Following the first new moon after the vernal equinox in late March, the Babylonians of ancient Mesopotamia would honor the rebirth of the natural world with a multi-day festival called Akitu. This early New Year’s celebration dates back to around 2000 B.C., and is believed to have been deeply intertwined with religion and mythology. During the Akitu, statues of the gods were paraded through the city streets, and rites were enacted to symbolize their victory over the forces of chaos. Through these rituals the Babylonians believed the world was symbolically cleansed and recreated by the gods in preparation for the new year and the return of spring.
One fascinating aspect of the Akitu involved a kind of ritual humiliation endured by the Babylonian king. This peculiar tradition saw the king brought before a statue of the god Marduk, stripped of his royal regalia and forced to swear that he had led the city with honor. A high priest would then slap the monarch and drag him by his ears in the hope of making him cry. If royal tears were shed, it was seen as a sign that Marduk was satisfied and had symbolically extended the king’s rule. Some historians have since argued that these political elements suggest the Akitu was used by the monarchy as a tool for reaffirming the king’s divine power over his people.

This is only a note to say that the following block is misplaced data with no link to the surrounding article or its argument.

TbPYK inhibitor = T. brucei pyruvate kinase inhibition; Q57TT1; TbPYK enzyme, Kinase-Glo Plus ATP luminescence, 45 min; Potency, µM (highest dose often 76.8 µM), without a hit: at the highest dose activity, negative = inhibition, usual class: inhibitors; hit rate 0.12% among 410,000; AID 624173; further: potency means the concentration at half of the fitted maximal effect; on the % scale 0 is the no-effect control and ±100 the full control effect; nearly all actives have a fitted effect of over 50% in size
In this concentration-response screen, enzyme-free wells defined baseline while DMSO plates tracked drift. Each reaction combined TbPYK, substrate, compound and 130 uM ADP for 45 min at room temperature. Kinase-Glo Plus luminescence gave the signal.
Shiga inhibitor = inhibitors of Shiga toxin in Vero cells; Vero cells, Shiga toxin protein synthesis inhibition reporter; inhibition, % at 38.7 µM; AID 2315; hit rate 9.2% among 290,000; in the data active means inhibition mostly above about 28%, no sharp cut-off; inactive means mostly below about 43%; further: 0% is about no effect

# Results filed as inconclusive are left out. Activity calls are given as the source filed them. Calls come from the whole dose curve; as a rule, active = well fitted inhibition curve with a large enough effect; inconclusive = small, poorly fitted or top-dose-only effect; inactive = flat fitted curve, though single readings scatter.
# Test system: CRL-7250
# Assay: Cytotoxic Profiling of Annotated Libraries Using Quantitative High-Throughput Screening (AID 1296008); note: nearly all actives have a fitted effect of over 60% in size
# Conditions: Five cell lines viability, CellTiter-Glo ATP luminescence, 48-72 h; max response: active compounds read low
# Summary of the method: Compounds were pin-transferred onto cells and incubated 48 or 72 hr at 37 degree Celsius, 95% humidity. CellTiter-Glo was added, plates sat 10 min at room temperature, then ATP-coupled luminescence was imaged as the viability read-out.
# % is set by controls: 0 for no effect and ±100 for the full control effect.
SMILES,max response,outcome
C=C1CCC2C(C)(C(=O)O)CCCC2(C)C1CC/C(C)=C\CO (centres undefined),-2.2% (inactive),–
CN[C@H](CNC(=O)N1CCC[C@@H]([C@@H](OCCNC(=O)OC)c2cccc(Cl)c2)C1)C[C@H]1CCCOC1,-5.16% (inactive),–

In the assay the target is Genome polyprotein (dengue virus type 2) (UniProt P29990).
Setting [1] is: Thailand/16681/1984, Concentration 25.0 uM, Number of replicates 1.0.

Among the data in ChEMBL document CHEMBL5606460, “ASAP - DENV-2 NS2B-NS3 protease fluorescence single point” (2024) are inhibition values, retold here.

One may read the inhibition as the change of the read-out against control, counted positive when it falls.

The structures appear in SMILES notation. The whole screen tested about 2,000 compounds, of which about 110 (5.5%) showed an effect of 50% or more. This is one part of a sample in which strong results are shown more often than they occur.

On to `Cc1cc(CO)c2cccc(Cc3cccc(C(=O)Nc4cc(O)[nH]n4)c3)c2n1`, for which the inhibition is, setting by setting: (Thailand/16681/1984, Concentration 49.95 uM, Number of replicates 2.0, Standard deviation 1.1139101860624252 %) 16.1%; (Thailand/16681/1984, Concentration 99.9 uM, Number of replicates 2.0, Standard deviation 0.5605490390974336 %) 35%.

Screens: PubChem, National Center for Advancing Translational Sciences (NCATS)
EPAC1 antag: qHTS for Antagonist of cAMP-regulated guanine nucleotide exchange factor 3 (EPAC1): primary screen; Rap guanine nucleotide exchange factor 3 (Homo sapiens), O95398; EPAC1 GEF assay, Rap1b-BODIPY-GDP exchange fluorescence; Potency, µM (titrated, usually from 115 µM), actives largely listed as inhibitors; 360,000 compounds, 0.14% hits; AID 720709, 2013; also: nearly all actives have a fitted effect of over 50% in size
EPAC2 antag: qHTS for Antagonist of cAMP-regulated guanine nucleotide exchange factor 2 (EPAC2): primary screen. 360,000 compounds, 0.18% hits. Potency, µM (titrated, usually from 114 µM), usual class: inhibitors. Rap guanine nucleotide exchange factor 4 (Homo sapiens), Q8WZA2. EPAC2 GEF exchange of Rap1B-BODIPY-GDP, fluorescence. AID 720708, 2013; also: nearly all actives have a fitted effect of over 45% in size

Ancient Roman Celebration of Janus
The Roman New Year also originally corresponded with the vernal equinox, but years of tampering with the solar calendar eventually saw the holiday established on its more familiar date of January 1. For the Romans, the month of January carried a special significance. Its name was derived from the two-faced deity Janus, the god of change and beginnings. Janus was seen as symbolically looking back at the old and ahead to the new, and this idea became tied to the concept of transition from one year to the next.
Romans would celebrate January 1 by giving offerings to Janus in the hope of gaining good fortune for the new year. This day was seen as setting the stage for the next twelve months, and it was common for friends and neighbors to make a positive start to the year by exchanging well wishes and gifts of figs and honey with one another. According to the poet Ovid, most Romans also chose to work for at least part of New Year’s Day, as idleness was seen as a bad omen for the rest of the year.